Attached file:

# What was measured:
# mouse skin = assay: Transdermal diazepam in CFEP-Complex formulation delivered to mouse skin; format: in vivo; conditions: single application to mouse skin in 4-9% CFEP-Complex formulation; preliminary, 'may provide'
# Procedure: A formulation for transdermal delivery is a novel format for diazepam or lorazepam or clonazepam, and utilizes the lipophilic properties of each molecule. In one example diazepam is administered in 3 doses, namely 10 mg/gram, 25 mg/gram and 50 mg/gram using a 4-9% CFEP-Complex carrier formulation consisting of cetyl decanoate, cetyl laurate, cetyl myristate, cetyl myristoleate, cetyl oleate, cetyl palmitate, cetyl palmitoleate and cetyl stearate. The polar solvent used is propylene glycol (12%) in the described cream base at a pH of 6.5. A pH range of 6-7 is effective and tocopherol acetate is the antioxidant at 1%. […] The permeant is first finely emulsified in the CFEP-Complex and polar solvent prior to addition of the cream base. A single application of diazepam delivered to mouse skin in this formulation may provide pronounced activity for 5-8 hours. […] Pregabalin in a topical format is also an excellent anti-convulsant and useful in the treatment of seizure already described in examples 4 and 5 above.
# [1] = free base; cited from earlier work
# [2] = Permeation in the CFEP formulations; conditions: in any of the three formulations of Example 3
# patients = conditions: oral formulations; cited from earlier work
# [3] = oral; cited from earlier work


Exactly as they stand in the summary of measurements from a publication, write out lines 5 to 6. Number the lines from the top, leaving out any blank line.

# [2] = Permeation in the CFEP formulations; conditions: in any of the three formulations of Example 3
# patients = conditions: oral formulations; cited from earlier work